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Thursday, June 30, 2005

Benefits and Dangers of GIS

I think that the greatest potential benefit of GIS is the ease with which maps can be generated, altered, layered, and transported to other people. In class we've seen how quickly a map can be created and layered with data. Maps can be kept up to date on a more frequent or regular basis and people can send and receive maps within minutes. Perhaps the greatest benefit of this "ease" besides creation and transportation is the ease of manipulation. The ability to turn on and off layers of data and zoom in and out makes it possible to find information in the map that was perhaps hidden when viewed in a different way. A map maker can look at data on a map in different ways and quickly see how various classifications and projections can make the data tell a different story on the map. One would hope that the ability for the map maker to see this so quickly lead to more care in how he or she is representing the data on the map and making sure it is telling the "right" story.

This leads me to the danger of GIS, and I think I'm echoing Natalie when I say that the benefit of GIS ease can also be its downfall. As I said, one would hope that the ease of manipulation and ability to quickly view the map in a wide variety of ways would encourage the making of maps that tell a roughly unbiased story (as we've discussed in class, there is always some kind of world view or bias that sneaks in). However, I think that the ease of using GIS also makes it easier for the map maker to tell only the story that he or she wants the viewer to see. Because the maps can be made so quickly and transported so easily, this also leads to an overload of invalid maps. The danger here is that, as others in the class have suggested, people don't necessarily critically evaluate maps and will probably believe at least some aspects of the maps they are seeing.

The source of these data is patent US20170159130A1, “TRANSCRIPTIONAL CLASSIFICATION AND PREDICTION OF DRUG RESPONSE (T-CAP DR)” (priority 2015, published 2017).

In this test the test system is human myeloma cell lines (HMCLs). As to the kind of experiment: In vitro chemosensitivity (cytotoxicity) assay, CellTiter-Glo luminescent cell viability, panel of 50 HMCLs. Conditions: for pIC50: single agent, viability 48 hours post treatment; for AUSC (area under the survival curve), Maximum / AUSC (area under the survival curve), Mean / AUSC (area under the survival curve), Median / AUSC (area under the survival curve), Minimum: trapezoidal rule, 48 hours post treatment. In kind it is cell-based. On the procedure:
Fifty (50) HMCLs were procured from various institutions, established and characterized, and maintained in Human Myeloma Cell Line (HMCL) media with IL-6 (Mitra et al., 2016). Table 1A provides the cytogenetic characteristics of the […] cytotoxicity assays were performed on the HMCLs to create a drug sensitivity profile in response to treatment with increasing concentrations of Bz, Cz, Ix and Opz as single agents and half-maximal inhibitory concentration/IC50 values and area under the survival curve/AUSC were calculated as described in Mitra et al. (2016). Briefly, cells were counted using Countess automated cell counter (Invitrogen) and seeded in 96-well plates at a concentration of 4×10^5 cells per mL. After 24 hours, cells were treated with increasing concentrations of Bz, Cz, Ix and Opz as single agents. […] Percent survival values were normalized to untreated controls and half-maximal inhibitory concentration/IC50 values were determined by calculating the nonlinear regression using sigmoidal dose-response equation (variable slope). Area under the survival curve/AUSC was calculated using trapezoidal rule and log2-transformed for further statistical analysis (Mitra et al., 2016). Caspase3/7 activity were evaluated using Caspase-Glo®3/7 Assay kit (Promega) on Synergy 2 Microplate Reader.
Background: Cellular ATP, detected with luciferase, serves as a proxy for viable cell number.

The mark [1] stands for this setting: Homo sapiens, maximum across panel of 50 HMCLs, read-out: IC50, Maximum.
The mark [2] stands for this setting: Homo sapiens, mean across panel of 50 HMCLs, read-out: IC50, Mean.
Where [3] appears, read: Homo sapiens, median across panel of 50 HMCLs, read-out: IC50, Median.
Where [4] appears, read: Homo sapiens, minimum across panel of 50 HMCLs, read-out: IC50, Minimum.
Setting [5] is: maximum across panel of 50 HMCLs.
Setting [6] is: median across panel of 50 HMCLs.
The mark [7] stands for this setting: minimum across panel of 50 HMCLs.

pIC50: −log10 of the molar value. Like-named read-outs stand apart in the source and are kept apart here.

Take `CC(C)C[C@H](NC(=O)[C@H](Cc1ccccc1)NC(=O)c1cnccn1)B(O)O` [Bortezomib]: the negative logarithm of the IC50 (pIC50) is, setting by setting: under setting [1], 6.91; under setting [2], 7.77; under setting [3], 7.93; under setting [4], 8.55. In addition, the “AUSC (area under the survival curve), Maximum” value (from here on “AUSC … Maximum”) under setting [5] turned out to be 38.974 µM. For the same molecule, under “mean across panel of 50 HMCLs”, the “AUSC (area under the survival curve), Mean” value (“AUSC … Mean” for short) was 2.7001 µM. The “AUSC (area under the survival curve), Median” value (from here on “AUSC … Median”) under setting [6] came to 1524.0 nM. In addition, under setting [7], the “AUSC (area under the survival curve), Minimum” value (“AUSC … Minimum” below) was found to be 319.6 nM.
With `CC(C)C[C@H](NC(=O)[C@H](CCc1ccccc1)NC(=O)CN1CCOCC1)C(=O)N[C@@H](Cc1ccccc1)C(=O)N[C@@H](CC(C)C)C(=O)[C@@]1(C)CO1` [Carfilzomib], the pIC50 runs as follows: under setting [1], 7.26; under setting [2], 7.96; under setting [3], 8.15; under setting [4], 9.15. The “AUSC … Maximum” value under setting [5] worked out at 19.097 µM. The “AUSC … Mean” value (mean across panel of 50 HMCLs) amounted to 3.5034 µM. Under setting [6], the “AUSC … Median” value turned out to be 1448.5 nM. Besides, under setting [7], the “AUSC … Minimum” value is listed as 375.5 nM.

The ease of transporting the maps can also be a danger because it is only easy to transport the maps digitally if the receiver has the correct technology. This automatically leaves the technology poor digital map poor and leaves more room for the biases of the GIS rich to be integrated into maps without question or consideration.


At 11:38 AM, Blogger Caroline Sietmann said...

Several people have commented on the bias and propaganda that can sneak into maps. Yes, it might be bad. But I'm all for allowing anyone to create any map he or she wants. I think it's fascinating to see those crazy maps; to think about who created the map, why, what was left off, etc. Such maps may tell us just as much as a legitimate map tells us. The issue, of course, is what Christy talked about - we have to know how to read maps. We have to know that what we're looking at is propaganda. The sense I got from others' posts is that we don't know and we tend to take things at face value. I disagree. I think we ("we" being human beings) are smarter than that.


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